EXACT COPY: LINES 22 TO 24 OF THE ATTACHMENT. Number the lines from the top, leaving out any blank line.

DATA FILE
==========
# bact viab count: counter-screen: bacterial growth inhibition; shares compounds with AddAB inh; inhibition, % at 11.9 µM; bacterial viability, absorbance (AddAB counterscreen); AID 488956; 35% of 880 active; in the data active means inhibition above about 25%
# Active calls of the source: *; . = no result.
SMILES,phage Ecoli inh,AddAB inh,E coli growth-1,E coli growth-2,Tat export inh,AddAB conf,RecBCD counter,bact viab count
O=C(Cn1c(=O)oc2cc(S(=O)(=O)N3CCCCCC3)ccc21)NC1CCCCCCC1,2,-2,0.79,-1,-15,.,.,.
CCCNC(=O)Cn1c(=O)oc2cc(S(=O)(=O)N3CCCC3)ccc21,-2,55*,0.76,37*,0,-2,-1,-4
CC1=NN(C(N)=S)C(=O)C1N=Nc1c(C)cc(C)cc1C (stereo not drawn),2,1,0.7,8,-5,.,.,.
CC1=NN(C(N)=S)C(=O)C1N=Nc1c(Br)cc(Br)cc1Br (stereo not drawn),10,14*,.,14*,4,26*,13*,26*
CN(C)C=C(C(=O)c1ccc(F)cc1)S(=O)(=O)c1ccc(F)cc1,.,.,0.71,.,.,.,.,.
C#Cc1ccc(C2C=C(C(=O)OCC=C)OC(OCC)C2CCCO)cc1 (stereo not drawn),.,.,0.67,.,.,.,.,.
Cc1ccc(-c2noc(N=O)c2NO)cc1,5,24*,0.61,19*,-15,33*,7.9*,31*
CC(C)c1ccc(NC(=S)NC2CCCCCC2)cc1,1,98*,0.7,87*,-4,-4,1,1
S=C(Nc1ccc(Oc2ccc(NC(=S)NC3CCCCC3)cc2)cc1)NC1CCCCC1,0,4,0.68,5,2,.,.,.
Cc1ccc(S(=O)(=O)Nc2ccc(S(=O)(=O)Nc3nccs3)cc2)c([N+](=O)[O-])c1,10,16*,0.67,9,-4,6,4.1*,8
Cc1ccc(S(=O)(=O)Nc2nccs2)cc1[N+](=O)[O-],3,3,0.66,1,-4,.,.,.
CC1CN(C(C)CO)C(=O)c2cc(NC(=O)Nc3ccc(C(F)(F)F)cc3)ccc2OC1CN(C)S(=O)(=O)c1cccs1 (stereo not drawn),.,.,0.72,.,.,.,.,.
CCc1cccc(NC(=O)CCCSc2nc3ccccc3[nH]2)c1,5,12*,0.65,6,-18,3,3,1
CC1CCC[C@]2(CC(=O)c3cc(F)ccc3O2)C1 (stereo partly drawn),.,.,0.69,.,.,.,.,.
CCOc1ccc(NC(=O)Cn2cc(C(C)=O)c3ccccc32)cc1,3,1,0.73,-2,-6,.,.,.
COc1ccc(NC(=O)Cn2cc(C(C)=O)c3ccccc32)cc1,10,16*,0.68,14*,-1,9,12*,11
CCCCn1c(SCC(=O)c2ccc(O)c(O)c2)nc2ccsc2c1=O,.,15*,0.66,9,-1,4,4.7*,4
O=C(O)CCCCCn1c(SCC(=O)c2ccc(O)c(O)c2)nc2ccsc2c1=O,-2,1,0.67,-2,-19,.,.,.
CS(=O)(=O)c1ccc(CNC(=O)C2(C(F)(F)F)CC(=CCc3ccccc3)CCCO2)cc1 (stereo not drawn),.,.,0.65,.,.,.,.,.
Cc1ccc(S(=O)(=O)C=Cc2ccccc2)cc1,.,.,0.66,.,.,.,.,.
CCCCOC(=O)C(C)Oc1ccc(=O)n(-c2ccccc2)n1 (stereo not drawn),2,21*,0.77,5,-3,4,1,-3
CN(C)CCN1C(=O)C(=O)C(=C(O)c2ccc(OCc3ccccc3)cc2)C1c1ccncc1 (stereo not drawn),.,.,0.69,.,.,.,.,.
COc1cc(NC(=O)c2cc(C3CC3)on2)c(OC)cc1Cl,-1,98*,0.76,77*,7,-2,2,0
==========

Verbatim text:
CS(=O)(=O)c1ccc(CNC(=O)C2(C(F)(F)F)CC(=CCc3ccccc3)CCCO2)cc1 (stereo not drawn),.,.,0.65,.,.,.,.,.
Cc1ccc(S(=O)(=O)C=Cc2ccccc2)cc1,.,.,0.66,.,.,.,.,.
CCCCOC(=O)C(C)Oc1ccc(=O)n(-c2ccccc2)n1 (stereo not drawn),2,21*,0.77,5,-3,4,1,-3